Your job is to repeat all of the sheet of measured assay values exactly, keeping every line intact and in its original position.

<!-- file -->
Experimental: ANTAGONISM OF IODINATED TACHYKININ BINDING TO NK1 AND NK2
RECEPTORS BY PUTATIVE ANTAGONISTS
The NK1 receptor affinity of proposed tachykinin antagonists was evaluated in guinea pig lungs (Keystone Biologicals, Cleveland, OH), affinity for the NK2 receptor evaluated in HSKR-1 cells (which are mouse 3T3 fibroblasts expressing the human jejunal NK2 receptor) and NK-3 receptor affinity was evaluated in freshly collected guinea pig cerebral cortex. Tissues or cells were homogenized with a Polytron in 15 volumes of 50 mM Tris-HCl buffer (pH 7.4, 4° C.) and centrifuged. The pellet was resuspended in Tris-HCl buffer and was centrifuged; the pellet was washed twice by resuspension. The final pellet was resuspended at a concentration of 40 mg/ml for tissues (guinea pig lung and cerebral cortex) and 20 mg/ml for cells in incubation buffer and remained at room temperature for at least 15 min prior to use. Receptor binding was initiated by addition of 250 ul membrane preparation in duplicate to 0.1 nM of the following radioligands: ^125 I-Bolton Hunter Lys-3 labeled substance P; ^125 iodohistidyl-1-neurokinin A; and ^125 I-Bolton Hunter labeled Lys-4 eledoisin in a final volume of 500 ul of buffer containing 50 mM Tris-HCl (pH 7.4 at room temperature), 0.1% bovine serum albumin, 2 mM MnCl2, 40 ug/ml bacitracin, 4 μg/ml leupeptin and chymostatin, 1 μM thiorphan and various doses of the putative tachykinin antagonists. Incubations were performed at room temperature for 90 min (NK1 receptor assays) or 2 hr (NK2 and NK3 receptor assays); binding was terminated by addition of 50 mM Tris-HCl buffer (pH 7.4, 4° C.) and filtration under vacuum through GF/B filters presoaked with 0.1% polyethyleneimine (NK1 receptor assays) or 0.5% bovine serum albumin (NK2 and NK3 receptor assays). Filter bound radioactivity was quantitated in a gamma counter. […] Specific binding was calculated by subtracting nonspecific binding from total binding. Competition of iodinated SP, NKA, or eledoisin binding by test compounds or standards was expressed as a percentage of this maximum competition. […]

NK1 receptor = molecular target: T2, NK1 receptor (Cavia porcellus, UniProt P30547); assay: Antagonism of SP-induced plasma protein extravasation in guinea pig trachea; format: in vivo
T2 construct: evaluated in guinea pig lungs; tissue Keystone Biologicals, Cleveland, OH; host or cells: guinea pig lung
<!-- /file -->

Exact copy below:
Experimental: ANTAGONISM OF IODINATED TACHYKININ BINDING TO NK1 AND NK2
RECEPTORS BY PUTATIVE ANTAGONISTS
The NK1 receptor affinity of proposed tachykinin antagonists was evaluated in guinea pig lungs (Keystone Biologicals, Cleveland, OH), affinity for the NK2 receptor evaluated in HSKR-1 cells (which are mouse 3T3 fibroblasts expressing the human jejunal NK2 receptor) and NK-3 receptor affinity was evaluated in freshly collected guinea pig cerebral cortex. Tissues or cells were homogenized with a Polytron in 15 volumes of 50 mM Tris-HCl buffer (pH 7.4, 4° C.) and centrifuged. The pellet was resuspended in Tris-HCl buffer and was centrifuged; the pellet was washed twice by resuspension. The final pellet was resuspended at a concentration of 40 mg/ml for tissues (guinea pig lung and cerebral cortex) and 20 mg/ml for cells in incubation buffer and remained at room temperature for at least 15 min prior to use. Receptor binding was initiated by addition of 250 ul membrane preparation in duplicate to 0.1 nM of the following radioligands: ^125 I-Bolton Hunter Lys-3 labeled substance P; ^125 iodohistidyl-1-neurokinin A; and ^125 I-Bolton Hunter labeled Lys-4 eledoisin in a final volume of 500 ul of buffer containing 50 mM Tris-HCl (pH 7.4 at room temperature), 0.1% bovine serum albumin, 2 mM MnCl2, 40 ug/ml bacitracin, 4 μg/ml leupeptin and chymostatin, 1 μM thiorphan and various doses of the putative tachykinin antagonists. Incubations were performed at room temperature for 90 min (NK1 receptor assays) or 2 hr (NK2 and NK3 receptor assays); binding was terminated by addition of 50 mM Tris-HCl buffer (pH 7.4, 4° C.) and filtration under vacuum through GF/B filters presoaked with 0.1% polyethyleneimine (NK1 receptor assays) or 0.5% bovine serum albumin (NK2 and NK3 receptor assays). Filter bound radioactivity was quantitated in a gamma counter. […] Specific binding was calculated by subtracting nonspecific binding from total binding. Competition of iodinated SP, NKA, or eledoisin binding by test compounds or standards was expressed as a percentage of this maximum competition. […]

NK1 receptor = molecular target: T2, NK1 receptor (Cavia porcellus, UniProt P30547); assay: Antagonism of SP-induced plasma protein extravasation in guinea pig trachea; format: in vivo
T2 construct: evaluated in guinea pig lungs; tissue Keystone Biologicals, Cleveland, OH; host or cells: guinea pig lung